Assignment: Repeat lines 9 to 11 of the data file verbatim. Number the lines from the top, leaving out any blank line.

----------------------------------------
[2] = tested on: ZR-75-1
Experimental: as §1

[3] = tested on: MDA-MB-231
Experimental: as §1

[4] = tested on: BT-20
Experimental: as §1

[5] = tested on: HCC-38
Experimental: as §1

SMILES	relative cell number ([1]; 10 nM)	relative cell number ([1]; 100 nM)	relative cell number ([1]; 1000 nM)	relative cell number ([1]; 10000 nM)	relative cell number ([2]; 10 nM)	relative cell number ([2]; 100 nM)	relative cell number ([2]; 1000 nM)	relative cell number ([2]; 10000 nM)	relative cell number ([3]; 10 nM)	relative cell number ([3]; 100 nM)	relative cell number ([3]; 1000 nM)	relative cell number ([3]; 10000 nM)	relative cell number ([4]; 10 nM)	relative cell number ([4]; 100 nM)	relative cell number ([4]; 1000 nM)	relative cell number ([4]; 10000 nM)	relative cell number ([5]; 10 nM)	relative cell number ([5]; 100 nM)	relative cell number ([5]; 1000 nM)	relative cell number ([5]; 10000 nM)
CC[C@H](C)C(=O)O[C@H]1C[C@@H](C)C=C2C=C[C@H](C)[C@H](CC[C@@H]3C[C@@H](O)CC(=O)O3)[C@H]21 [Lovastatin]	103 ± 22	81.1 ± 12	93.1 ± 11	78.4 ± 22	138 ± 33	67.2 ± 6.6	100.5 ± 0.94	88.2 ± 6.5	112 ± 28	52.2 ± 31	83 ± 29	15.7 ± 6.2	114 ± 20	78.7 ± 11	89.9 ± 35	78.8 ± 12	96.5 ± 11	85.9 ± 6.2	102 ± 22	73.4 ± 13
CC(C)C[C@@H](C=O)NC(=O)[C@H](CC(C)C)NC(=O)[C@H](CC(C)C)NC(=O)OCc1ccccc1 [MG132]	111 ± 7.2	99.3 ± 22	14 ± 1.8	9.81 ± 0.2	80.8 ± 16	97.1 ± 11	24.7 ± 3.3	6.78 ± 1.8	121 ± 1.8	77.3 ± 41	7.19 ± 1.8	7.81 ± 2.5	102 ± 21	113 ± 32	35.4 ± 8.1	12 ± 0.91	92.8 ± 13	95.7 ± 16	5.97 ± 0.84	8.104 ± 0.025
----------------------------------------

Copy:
SMILES	relative cell number ([1]; 10 nM)	relative cell number ([1]; 100 nM)	relative cell number ([1]; 1000 nM)	relative cell number ([1]; 10000 nM)	relative cell number ([2]; 10 nM)	relative cell number ([2]; 100 nM)	relative cell number ([2]; 1000 nM)	relative cell number ([2]; 10000 nM)	relative cell number ([3]; 10 nM)	relative cell number ([3]; 100 nM)	relative cell number ([3]; 1000 nM)	relative cell number ([3]; 10000 nM)	relative cell number ([4]; 10 nM)	relative cell number ([4]; 100 nM)	relative cell number ([4]; 1000 nM)	relative cell number ([4]; 10000 nM)	relative cell number ([5]; 10 nM)	relative cell number ([5]; 100 nM)	relative cell number ([5]; 1000 nM)	relative cell number ([5]; 10000 nM)
CC[C@H](C)C(=O)O[C@H]1C[C@@H](C)C=C2C=C[C@H](C)[C@H](CC[C@@H]3C[C@@H](O)CC(=O)O3)[C@H]21 [Lovastatin]	103 ± 22	81.1 ± 12	93.1 ± 11	78.4 ± 22	138 ± 33	67.2 ± 6.6	100.5 ± 0.94	88.2 ± 6.5	112 ± 28	52.2 ± 31	83 ± 29	15.7 ± 6.2	114 ± 20	78.7 ± 11	89.9 ± 35	78.8 ± 12	96.5 ± 11	85.9 ± 6.2	102 ± 22	73.4 ± 13
CC(C)C[C@@H](C=O)NC(=O)[C@H](CC(C)C)NC(=O)[C@H](CC(C)C)NC(=O)OCc1ccccc1 [MG132]	111 ± 7.2	99.3 ± 22	14 ± 1.8	9.81 ± 0.2	80.8 ± 16	97.1 ± 11	24.7 ± 3.3	6.78 ± 1.8	121 ± 1.8	77.3 ± 41	7.19 ± 1.8	7.81 ± 2.5	102 ± 21	113 ± 32	35.4 ± 8.1	12 ± 0.91	92.8 ± 13	95.7 ± 16	5.97 ± 0.84	8.104 ± 0.025